IEEE - Institute of Electrical and Electronics Engineers, Inc. - Fast Orthogonal Row-Column Electronic Scanning (FORCES) Experiments and Comparisons.
|Author(s):||Chris Ceroicim ; Katherine Lathammm ; Ben Greenlaym ; Jeremy A. Brownmm ; Roger Zempm|
|Publisher:||IEEE - Institute of Electrical and Electronics Engineers, Inc.|
Three-dimensional ultrasound imaging presents technical challenges of addressing large numbers of elements in 2D array transducers. Top-Orthogonal to Bottom Electrode (TOBE) 2D transducer arrays... View More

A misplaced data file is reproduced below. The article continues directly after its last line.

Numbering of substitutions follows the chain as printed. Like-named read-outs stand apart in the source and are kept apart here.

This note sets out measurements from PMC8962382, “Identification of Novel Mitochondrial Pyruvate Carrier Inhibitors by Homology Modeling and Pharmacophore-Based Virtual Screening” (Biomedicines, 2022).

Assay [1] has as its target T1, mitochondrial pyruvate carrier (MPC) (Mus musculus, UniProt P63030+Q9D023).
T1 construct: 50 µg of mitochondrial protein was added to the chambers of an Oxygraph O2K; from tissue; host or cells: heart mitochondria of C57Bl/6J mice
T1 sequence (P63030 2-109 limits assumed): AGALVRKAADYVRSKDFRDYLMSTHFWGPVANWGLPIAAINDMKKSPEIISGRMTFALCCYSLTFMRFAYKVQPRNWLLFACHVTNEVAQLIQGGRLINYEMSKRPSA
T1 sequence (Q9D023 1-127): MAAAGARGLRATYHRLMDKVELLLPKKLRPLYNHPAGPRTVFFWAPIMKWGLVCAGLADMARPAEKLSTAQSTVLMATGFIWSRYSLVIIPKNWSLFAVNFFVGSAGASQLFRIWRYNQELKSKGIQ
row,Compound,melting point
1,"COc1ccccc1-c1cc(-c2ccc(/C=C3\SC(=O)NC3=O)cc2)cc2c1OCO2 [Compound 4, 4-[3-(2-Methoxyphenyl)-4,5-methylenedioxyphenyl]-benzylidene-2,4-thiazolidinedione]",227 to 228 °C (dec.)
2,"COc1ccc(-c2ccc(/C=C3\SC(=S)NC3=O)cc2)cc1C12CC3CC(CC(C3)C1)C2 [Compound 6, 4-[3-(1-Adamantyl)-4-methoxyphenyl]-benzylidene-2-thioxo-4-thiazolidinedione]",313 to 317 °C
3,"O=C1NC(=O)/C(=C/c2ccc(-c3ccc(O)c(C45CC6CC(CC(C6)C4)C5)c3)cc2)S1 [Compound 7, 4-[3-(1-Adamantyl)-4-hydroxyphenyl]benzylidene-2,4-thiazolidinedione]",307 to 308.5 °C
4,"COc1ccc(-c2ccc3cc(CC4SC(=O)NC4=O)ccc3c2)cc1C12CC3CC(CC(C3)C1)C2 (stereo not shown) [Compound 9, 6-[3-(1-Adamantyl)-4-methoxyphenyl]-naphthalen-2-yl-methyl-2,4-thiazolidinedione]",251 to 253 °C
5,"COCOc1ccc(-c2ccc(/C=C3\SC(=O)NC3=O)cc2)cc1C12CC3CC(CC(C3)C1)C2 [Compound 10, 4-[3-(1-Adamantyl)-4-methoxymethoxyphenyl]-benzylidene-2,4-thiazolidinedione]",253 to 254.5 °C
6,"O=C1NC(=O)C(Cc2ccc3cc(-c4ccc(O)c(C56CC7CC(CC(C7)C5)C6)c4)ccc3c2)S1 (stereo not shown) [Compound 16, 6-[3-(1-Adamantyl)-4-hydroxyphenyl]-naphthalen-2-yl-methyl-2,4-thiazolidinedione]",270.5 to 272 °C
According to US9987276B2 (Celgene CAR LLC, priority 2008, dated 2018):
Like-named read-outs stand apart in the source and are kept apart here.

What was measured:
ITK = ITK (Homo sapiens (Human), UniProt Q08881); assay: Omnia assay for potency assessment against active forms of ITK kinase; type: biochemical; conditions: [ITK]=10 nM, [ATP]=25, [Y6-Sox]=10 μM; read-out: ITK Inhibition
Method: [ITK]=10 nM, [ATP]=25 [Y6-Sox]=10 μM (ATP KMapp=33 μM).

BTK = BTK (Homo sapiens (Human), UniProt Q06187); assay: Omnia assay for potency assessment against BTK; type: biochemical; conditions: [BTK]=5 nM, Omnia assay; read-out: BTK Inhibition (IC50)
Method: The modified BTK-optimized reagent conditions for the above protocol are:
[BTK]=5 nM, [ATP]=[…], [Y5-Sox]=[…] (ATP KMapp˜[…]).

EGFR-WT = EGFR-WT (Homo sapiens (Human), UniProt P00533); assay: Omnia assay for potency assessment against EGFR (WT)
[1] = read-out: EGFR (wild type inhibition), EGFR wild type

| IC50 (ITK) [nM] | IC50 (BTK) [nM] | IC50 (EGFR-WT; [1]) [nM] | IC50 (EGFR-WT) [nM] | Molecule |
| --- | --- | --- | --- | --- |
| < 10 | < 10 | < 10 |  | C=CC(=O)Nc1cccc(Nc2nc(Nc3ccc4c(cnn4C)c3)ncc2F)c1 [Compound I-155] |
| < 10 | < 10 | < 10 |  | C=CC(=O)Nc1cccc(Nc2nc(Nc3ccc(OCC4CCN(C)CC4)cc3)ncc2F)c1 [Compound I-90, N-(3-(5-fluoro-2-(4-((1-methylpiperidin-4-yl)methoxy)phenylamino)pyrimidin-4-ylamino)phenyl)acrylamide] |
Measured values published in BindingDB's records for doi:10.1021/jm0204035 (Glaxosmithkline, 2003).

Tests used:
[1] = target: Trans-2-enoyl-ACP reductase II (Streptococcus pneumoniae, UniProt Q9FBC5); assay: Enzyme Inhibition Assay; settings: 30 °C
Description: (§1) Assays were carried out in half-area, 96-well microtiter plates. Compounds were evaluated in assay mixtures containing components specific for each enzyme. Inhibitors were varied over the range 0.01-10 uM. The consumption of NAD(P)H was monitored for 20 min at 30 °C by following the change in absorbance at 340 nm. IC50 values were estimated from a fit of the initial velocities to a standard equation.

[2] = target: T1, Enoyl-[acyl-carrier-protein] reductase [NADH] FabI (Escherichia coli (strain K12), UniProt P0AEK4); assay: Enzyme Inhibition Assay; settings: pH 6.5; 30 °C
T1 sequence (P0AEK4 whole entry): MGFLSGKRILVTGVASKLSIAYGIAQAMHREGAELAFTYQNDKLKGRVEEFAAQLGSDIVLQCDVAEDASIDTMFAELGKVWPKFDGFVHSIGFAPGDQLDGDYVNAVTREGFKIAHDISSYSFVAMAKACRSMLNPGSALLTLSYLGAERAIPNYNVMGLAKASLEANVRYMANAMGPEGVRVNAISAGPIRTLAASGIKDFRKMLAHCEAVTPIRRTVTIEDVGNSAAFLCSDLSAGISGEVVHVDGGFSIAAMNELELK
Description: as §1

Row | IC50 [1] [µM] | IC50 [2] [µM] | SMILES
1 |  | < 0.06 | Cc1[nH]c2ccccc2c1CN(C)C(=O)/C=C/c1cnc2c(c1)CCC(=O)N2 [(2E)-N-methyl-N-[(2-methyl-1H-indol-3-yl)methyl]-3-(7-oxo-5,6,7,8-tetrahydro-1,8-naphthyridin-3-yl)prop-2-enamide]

Three-dimensional ultrasound imaging presents technical challenges of addressing large numbers of elements in 2D array transducers. Top-Orthogonal to Bottom Electrode (TOBE) 2D transducer arrays can simplify addressing but typical imaging methods with such arrays enable only one-way focusing in azimuth and elevation. Here experimental results are reported for the Fast Orthogonal Row-Column Electronic Scanning (FORCES) imaging scheme implemented on a 64 ×64 element bias-sensitive electrostrictive relaxor TOBE array. The FORCES imaging scheme involves transmitting along rows to form an elevational transmit focus, while biasing columns with bias patterns selected from a Hadamard matrix. Channel data from columns is received and decoded for synthetic aperture beamforming in azimuth. This scheme offers two-way azimuthal focusing. Volumetric imaging experiments were conducted using wire phantoms as well as on rat hearts using two different TOBE imaging schemes: Scheme 1 (transmit focusing in elevation and receive focusing in azimuth) and FORCES. Wire phantom experiments at a depth of 2 cm showed an azimuthal resolution of 0.42 mm and 0.31 mm with Scheme 1 and FORCES, respectively. We also compared the elevational imaging performance of these imaging schemes with a mechanically scanned linear array. The FORCES imaging displayed an elevational resolution of 0.46 mm at a depth of 2 cm and the linear array an elevational resolution of 0.72 cm. The novel TOBE array architecture and FORCES imaging scheme thus enable high-quality 3D ultrasound imaging using only row-column addressing and bias control, and may prove an enabling technology for many future 3D imaging platforms.View Less